After Crashes in Noble, Dialogue Begins
After three multi-vehicle crashes in the span of a month at the intersection of County Road 3 and Highway 55, including one incident resulting in the death of an Annandale woman, public officials and highway engineers are planning a discussion about what options might be available to improve safety there. The impetus for the gathering is coming from Malco Products, Inc., a large employer located at the intersection that helps contribute high traffic volumes to an otherwise rural location. “The last accident involved one of our former associates who has retired,” said Malco President Mardon Quandt. “I don’t know how many years he has driven by that intersection, and then somebody pulled out in front of him and he ended up in the hospital. So it’s affecting people we know. It’s sad.”
Quandt said the meeting, set for this Friday was organized because “we’re seeing the increase in incidents and have concern for our employees and the community in general. A number of associates have commented throughout the years, ‘Well, I had a close call once pulling out of Malco.’ Now these last three accidents have spurred us to say, ‘OK, we need to see if we can push forward some action.’”
Those who have confirmed that they will attend the meeting include U.S. Congressman-elect Tom Emmer, Sen. Bruce Anderson, Rep. Joe McDonald, Wright County Commissioner Christine Husom, Sheriff Joe Hagerty, Wright County Highway Engineer Virgil Hawkins and James Gillach and Tom Dumont of the Minnesota Department of Transportation. Dumont, who is a traffic engineer for MnDOT overseeing a 12-county district, said the intersection, along with several others along Highway 55, has been on the state’s radar screen as a safety concern for some time.
After the recent spike in incidents there, he reviewed the last 10 years of accident reports at the County Road 3 site and found that the intersection averaged two crashes of any kind per year in the last five years, and 2.7 annual crashes over the past decade. “The interesting thing I found was that there were no severe crashes in the last 10 years there. There were crashes, but there were no fatalities or Type A crashes, close to a fatality,” Dumont said. “Well, now in the last month there was the fatality and these other two. From the State Patrol, they weren’t the severe type either, but nonetheless they were right-angle crashes.”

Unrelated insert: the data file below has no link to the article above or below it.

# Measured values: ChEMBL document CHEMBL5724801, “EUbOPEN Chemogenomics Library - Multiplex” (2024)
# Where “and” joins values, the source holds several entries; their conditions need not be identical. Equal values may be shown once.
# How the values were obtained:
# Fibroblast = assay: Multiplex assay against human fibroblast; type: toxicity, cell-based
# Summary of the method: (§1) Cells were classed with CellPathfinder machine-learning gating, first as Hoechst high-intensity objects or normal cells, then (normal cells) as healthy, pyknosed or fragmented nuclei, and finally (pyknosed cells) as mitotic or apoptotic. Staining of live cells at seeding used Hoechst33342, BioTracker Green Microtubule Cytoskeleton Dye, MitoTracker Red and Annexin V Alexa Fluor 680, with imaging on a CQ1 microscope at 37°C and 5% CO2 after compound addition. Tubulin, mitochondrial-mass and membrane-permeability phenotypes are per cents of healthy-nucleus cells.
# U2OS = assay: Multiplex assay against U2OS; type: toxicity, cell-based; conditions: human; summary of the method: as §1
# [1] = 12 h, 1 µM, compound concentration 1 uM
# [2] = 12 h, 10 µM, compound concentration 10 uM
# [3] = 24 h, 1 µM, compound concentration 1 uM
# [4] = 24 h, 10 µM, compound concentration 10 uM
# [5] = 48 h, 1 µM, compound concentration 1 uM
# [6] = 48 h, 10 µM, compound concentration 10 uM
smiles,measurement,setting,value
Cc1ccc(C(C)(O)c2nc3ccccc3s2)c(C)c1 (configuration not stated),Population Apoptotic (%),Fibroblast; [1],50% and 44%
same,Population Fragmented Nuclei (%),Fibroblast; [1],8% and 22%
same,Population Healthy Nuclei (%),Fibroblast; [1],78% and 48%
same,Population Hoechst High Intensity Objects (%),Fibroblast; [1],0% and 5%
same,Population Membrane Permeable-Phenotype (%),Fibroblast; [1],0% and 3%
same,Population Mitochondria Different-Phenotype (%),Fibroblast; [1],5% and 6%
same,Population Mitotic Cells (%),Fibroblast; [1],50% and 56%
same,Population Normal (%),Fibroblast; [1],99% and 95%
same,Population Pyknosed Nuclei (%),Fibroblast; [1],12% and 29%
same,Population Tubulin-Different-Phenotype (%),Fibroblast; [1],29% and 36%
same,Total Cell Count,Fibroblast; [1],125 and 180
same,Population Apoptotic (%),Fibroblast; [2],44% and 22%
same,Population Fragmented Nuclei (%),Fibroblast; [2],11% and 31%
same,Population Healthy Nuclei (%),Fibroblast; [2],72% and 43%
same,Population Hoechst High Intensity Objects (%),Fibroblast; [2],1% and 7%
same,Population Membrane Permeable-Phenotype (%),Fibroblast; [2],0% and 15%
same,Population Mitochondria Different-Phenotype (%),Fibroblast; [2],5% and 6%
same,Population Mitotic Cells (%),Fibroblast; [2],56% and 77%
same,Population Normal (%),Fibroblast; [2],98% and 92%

Challenges to drivers at the intersection are varied. There are no left turn lanes off of Highway 55, and with the train tracks located so close to the highway vehicles making a left turn onto County Road 3 sometimes are stopped on the highway while trains pass through. In those situations and during normal traffic movement, drivers will sometimes use the right turn lanes as bypass lanes to get around vehicles slowing to make a left turn off Highway 55.
According to Allison Barkley, who lives a short distance south of the intersection on County Road 3, drivers waiting for trains will sometimes use the Malco parking lot to get off the main road, but then have to cross Highway 55 to resume traveling south. Simply crossing the road can be dangerous because of high traffic volumes, high speed and poor sightlines caused by the skewed angle of the county road to Highway 55.”I use the intersection at least twice a day and have always felt uneasy at that intersection … in all honesty, I don’t even try to cross the highway in the summer,” she said. Husom agreed.
“It is one of those intersections where I, personally, am very cautious,” she said. “Why things have happened just recently, I don’t know. Hopefully it’s just an unusual set of circumstances, but it’s worth looking at.”
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